A CORONER has ruled the death of a 36-year-old man who was left at the bottom of a set of stairs for more than 26 hours following a fall was contributed to by gross neglect.

An inquest in Preston into the death of Anthony Sykes from Burnley concluded on Friday after coroner James Newman adjourned proceedings in 2019 to gather evidence from a neurosurgeon as to whether the delay in seeking medical help for Mr Sykes contributed to his death.

The hearing, which lasted just over an hour, concluded that Mr Sykes, of Parkinson Street, Burnley, may have survived his injuries had he been treated immediately.

A summary of the evidence was heard during the inquest in which Mr Newman said Mr Sykes had fallen down some stairs at his aunt's house in Sunderland Street, Burnley, at around 10pm on December 9 2017, while trying to take a Christmas tree downstairs.

Mr Sykes was initially responsive and complained of neck pain, but said he was unable to move his legs or get up from the floor.

Instead of calling for help, he was left at the bottom of the stairs by his aunt, Deborah Bradshaw and her partner Dale Barrett (both of whom are now dead) while they took drugs, until 5am on Monday December 11.

Stairs fall victim died after being left badly injured for 26 hours

Mr Newman said he was left unconvinced by the explanation at the original inquest in 2019 bur seeing as the witnesses were no longer around he could offer no alternative.

He said: "For reasons known only to the occupants they did not seek medical attention but pretended to call an ambulance.

"They put a jacket and duvet over him and proceeded to carry on with their lives without further interest in Anthony, and that was the case until 5am on the 11th when at that stage they found he could only move his eyes and blink."

An ambulance was finally called and he was taken to Royal Preston Hospital where he was unrecoverable.

Home Office pathologist Dr Philip Lumb said a post mortem identified severe spinal injuries but offered a cause of death as hypothermia, as Mr Sykes had been unable to control his temperature due to the injuries to his spine and the fact he had been left in an immobile position.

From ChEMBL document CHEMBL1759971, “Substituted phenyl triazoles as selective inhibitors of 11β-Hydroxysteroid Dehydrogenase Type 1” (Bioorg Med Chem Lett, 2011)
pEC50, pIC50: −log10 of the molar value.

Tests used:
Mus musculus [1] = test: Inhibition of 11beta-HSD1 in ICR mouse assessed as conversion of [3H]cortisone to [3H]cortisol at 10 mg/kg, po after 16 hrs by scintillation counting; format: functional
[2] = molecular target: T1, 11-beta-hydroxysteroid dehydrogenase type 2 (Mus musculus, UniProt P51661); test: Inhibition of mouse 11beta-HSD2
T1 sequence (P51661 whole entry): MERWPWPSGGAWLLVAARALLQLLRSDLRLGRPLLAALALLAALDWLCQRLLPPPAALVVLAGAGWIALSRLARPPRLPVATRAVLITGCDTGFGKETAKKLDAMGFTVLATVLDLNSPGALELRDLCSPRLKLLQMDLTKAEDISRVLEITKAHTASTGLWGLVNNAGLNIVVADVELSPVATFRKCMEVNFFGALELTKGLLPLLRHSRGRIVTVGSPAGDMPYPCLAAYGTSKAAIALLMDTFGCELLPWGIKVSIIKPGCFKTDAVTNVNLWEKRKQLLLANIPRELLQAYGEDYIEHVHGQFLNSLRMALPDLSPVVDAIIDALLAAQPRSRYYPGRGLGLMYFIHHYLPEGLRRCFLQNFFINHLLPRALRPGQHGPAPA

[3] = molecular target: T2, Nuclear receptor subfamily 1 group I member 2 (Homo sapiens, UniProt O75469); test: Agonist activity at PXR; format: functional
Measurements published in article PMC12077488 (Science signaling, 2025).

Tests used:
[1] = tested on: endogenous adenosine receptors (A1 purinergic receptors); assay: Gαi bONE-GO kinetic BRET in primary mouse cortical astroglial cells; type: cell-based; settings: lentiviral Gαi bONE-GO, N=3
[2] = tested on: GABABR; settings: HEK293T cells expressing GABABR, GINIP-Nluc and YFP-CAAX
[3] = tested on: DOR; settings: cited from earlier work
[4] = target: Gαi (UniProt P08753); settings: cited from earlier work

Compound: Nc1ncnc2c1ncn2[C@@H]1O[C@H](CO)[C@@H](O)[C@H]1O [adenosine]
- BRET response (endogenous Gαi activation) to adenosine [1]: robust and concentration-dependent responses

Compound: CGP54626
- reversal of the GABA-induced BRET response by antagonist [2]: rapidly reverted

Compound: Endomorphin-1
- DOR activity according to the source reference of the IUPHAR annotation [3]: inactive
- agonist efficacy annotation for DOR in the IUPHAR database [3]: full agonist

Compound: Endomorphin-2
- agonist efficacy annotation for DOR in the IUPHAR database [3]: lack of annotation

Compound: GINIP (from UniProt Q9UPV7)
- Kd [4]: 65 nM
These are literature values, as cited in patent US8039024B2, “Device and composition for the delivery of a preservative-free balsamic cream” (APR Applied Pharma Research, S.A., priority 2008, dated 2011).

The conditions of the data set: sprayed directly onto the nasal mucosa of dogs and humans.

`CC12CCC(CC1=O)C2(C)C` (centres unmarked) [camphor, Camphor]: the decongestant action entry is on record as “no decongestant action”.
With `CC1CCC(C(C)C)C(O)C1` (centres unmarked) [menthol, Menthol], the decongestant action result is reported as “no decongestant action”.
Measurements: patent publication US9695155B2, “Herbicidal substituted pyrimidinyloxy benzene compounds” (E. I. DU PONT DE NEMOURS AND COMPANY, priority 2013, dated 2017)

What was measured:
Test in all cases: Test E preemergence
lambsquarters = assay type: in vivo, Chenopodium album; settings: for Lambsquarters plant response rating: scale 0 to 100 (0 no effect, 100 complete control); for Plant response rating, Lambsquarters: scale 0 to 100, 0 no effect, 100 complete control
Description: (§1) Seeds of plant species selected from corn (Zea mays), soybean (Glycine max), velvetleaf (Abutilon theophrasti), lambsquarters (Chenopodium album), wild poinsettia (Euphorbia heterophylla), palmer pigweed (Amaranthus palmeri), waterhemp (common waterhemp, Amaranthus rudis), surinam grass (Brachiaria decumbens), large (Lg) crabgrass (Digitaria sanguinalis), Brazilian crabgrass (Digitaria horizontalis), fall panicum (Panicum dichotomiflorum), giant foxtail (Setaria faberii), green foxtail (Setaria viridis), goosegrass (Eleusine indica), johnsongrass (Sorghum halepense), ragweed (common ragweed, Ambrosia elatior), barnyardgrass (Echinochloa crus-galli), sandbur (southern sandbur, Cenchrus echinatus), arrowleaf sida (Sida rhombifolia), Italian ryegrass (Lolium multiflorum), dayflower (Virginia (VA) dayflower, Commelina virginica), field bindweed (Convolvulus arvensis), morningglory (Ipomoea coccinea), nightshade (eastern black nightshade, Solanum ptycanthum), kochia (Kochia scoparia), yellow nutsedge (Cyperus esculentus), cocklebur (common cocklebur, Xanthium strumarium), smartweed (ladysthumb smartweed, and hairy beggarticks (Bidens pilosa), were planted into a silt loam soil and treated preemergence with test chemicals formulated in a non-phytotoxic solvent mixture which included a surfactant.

Giving additional evidence, neurosurgeon Dr Kaushik Ghosh said he could not rule out the possibility that Mr Sykes would have survived his injuries had immediate medical help been sought.

Mr Newman said: "The lack of care and lack of medical attention in my opinion, brought about his death. There was a missed opportunity to have any critical care to support the effects brought about as a result of his initial injuries - drop in blood pressure, temperature and breathing.

"I have been in this job for 10 years and have seen cases of when people do not seek medical attention following falls, but I have never seen it to this extent and certainly not for a family member.

"Anthony died as a result of hypothermia due to a fractured spinal cord after falling down the stairs and despite complaining of neck pain and being unable to move his legs, the occupants showed disregard for his health until the morning of December 11.

"The delay in calling for help prevented Anthony from receiving medical treatment offering him the best opportunity to survive.

"I offer a short form conclusion of accidental death but do find that there was gross failure to provide any basic care from the people he should have been able to rely upon and say his death was contributed to by neglect."

Speaking after the inquest, Mr Sykes' mother, Terry Wilkinson said her son was a 'super lad' and had a 'heart of gold'.

She said: "He would do anything for anyone. He loved his step-father, brothers, sisters, nieces and nephews. He was fun, and you could be feeling down but he would always be able to make you laugh.

"I feel like he was taken away from me. Who doesn't ring an ambulance when you see someone like that?

"I always expect a knock on the door, or seeing him walk down the street, but in my heart I know it's not going to happen.

"Maybe in time I will get closure but when you lose a child I don't think it can ever go away."